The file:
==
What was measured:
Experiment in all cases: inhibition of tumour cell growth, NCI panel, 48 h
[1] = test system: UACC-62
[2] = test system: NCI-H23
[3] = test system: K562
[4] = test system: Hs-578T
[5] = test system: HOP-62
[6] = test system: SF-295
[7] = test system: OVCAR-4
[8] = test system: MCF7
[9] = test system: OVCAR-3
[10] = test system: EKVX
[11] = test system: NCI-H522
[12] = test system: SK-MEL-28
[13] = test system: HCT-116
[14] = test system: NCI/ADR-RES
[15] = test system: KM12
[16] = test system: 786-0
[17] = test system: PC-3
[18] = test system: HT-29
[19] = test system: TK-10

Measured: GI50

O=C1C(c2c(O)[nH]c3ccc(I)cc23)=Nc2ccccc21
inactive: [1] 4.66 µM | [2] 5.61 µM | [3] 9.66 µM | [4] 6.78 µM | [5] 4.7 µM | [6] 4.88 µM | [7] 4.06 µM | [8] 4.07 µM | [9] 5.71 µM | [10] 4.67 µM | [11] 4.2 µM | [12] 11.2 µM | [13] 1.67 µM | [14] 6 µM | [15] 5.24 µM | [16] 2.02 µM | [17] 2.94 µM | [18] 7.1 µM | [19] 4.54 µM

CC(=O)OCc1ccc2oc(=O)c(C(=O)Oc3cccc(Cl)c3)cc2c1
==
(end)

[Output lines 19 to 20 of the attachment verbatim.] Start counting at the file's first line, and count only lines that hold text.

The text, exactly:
[17] = test system: PC-3
[18] = test system: HT-29